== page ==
We are currently developing Bookit courses as well as on-line instructional material. To learn more about Bookit, please check the Bookit web site.
|WHEN AND WHERE|
Midnight Sun solar car tour and recruitment: near Student Life
Centre and Math and Computer this morning, in arts and engineering
areas this afternoon. Also, recruitment meeting Tuesday, May 11,
5:30, Rod Coutts Hall room 301.
North campus environmental reserve information open house, 2 to 4 p.m., Environmental Studies I courtyard.
Perimeter Institute panel discussion: "Are You Ready to Live in the Quantum World?" All welcome. 7 p.m., Waterloo Collegiate Institute, Hazel Street.
K-W Symphony baroque concert: "Maria Theresa -- Impressive Empress", including Haydn, Symphony No. 48. 8 p.m., Theatre of the Arts.
Optometry school celebrates its largest gift to date, from CIBA Vision, Thursday 9:30 a.m., Optometry room 350.
Term loan books from UW libraries, borrowed before early April, are due May 12.
"Stage 2" of the Canadian Computing Competition gets under way today. The participants -- about two dozen top-scoring high school students from across the country, from among 2,500 who wrote "Stage 1" this winter -- will be staying in Ron Eydt Village, and have two days of talks, lab sessions and activities before the actual competition on Friday and Saturday. Things wind up Saturday night with a banquet in South Campus Hall. Results of the competition are used to determine the members of the Canadian team for the International Olympiad of Informatics, this year being held in Greece in September.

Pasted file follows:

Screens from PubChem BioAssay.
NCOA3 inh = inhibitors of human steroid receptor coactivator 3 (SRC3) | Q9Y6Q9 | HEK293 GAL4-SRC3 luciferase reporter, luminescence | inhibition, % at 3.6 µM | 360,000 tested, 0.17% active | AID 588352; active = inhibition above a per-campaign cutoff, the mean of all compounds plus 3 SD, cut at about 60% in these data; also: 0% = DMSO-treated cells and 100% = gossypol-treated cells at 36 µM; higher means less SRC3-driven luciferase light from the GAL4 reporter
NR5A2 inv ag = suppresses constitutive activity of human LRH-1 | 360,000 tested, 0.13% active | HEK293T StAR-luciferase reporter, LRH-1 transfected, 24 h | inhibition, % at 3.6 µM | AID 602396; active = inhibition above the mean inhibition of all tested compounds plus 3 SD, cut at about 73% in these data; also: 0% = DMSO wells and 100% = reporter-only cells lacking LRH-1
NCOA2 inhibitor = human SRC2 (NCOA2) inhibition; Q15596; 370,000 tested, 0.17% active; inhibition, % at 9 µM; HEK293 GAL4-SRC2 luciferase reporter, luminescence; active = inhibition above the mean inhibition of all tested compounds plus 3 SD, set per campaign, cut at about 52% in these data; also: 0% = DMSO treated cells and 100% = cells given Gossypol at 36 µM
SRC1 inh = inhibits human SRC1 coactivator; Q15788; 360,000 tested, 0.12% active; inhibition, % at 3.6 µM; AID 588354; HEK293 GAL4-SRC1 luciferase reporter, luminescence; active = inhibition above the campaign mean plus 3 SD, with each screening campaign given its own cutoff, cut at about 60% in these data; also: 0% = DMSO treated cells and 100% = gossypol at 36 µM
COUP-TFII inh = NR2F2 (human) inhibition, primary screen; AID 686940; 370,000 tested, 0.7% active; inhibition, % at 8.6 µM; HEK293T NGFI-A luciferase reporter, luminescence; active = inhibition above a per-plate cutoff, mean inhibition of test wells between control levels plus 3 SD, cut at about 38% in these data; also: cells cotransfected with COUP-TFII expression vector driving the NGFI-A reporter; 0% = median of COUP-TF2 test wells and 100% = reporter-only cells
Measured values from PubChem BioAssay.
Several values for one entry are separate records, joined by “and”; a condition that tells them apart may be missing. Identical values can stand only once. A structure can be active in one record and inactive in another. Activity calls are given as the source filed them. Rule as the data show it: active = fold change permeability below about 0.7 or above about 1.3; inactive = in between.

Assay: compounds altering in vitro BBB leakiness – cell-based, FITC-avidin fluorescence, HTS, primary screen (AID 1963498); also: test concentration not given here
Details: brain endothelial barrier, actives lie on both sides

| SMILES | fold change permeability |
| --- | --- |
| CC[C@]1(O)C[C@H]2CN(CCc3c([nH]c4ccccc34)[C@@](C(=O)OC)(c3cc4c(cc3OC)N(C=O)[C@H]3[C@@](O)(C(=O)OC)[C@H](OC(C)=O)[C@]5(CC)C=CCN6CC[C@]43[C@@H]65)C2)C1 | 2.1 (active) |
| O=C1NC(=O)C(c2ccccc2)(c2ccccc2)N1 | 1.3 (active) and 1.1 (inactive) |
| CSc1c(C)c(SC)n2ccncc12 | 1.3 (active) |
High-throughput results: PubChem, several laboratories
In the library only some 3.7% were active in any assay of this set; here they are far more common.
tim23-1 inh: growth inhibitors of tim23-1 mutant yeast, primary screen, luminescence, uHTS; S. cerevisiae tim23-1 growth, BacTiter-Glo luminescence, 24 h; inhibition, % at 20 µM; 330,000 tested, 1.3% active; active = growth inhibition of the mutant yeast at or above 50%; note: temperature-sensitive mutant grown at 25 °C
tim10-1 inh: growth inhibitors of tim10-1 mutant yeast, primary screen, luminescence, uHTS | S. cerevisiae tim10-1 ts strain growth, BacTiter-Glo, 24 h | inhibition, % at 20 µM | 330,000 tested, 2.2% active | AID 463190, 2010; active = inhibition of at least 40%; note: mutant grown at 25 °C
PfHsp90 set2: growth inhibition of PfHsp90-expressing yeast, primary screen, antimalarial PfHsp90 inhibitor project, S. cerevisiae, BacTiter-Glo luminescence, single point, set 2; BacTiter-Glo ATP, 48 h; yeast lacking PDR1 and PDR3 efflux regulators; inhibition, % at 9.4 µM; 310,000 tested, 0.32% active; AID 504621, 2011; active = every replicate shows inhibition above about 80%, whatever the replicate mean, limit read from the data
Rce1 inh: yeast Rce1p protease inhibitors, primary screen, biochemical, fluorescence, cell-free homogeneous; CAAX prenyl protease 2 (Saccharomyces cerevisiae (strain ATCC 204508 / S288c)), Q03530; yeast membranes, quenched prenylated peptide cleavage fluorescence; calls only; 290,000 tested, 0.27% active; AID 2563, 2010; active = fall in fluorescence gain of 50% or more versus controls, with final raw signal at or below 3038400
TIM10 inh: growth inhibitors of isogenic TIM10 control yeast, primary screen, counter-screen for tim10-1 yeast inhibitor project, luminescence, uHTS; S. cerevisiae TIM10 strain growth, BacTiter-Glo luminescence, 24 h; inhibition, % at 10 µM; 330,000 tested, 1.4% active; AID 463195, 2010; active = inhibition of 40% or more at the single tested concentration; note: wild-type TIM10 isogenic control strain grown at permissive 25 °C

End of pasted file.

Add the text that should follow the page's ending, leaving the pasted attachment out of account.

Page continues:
Check today's Gazette issue for an ad announcing the big early-summer event for the Keystone Campaign. The date is June 9, and the theme is "Ulympics" -- that's with a U, for University of Waterloo. Good-natured games, in other words, will be part of the noon-hour picnic-style event on that day, to be held at and around Federation Hall. Everything's aimed at raising the profile of Keystone, which is the faculty, staff and retiree section of Campaign Waterloo.
Coming up from UW's continuing education office is a two-day course on "Accounting Fundamentals for Non-Financial Managers". Taught by Bob Sproule, businessman and an adjunct professor in UW's accounting school, the course will run from 9 to 5 on two Mondays, May 10 and 17. The fee is $325 plus tax (with the usual 50 per cent discount available to full-time UW staff, some of whom might well feel that they're "non-financial managers"). More information: 888-4002.
The Centre for International Governance Innovation, based in Waterloo and with close ties to UW, came into some big money last night. A news release explains that a gift "in excess of $2.5 million" has come from local philanthropists Michael Barnstijn and Louise MacCallum "to recognize and support the local organization and its work to establish secure multilateral governance practices". The money will go for various projects, including a study of "the feasibility of creating a Group of 20 at the leaders' level, a main focus in Prime Minister Paul Martin's speech in Washington earlier this week". CIGI held a fund-raising concert last night, at which the gift was announced.
The "Deaf for a Day" challenge continues: "Experience simulated deafness for one day." Anyone interested can pick up the necessary kit, today, tomorrow or Friday, at the independent studies office in the PAS (Psychology) building.
And . . . I'm going to be away for the next few days. In my absence, e-mail to firstname.lastname@example.org will be forwarded to Pat Bow here in the communications and public affairs office, who will look after announcements that need to be made.